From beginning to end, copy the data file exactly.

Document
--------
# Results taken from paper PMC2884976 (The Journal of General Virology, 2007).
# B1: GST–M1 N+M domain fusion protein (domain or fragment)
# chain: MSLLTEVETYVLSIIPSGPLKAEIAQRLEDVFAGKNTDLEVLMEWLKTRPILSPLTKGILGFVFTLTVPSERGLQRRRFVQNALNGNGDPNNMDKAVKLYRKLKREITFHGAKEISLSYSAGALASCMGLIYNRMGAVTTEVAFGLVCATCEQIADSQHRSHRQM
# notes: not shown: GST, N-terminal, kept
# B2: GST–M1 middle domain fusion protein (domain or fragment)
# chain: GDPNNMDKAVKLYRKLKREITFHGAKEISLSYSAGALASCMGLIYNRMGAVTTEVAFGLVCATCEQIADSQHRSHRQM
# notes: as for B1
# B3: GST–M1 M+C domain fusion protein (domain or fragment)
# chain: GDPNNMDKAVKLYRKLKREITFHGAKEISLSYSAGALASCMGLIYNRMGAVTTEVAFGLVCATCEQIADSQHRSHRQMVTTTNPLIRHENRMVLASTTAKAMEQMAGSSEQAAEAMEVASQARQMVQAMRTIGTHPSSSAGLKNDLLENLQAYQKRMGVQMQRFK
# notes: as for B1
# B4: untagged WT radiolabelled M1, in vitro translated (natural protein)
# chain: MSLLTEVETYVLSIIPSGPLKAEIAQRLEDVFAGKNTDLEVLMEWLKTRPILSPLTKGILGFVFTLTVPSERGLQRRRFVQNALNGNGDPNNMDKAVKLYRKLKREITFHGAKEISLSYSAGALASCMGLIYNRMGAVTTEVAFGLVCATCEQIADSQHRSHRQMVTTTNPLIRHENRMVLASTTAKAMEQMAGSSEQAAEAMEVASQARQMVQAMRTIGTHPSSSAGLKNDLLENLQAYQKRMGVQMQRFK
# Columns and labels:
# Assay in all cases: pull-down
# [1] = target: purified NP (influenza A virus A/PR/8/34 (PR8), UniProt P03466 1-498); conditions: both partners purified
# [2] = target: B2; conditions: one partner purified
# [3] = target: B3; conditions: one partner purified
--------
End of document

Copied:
# Results taken from paper PMC2884976 (The Journal of General Virology, 2007).
# B1: GST–M1 N+M domain fusion protein (domain or fragment)
# chain: MSLLTEVETYVLSIIPSGPLKAEIAQRLEDVFAGKNTDLEVLMEWLKTRPILSPLTKGILGFVFTLTVPSERGLQRRRFVQNALNGNGDPNNMDKAVKLYRKLKREITFHGAKEISLSYSAGALASCMGLIYNRMGAVTTEVAFGLVCATCEQIADSQHRSHRQM
# notes: not shown: GST, N-terminal, kept
# B2: GST–M1 middle domain fusion protein (domain or fragment)
# chain: GDPNNMDKAVKLYRKLKREITFHGAKEISLSYSAGALASCMGLIYNRMGAVTTEVAFGLVCATCEQIADSQHRSHRQM
# notes: as for B1
# B3: GST–M1 M+C domain fusion protein (domain or fragment)
# chain: GDPNNMDKAVKLYRKLKREITFHGAKEISLSYSAGALASCMGLIYNRMGAVTTEVAFGLVCATCEQIADSQHRSHRQMVTTTNPLIRHENRMVLASTTAKAMEQMAGSSEQAAEAMEVASQARQMVQAMRTIGTHPSSSAGLKNDLLENLQAYQKRMGVQMQRFK
# notes: as for B1
# B4: untagged WT radiolabelled M1, in vitro translated (natural protein)
# chain: MSLLTEVETYVLSIIPSGPLKAEIAQRLEDVFAGKNTDLEVLMEWLKTRPILSPLTKGILGFVFTLTVPSERGLQRRRFVQNALNGNGDPNNMDKAVKLYRKLKREITFHGAKEISLSYSAGALASCMGLIYNRMGAVTTEVAFGLVCATCEQIADSQHRSHRQMVTTTNPLIRHENRMVLASTTAKAMEQMAGSSEQAAEAMEVASQARQMVQAMRTIGTHPSSSAGLKNDLLENLQAYQKRMGVQMQRFK
# Columns and labels:
# Assay in all cases: pull-down
# [1] = target: purified NP (influenza A virus A/PR/8/34 (PR8), UniProt P03466 1-498); conditions: both partners purified
# [2] = target: B2; conditions: one partner purified
# [3] = target: B3; conditions: one partner purified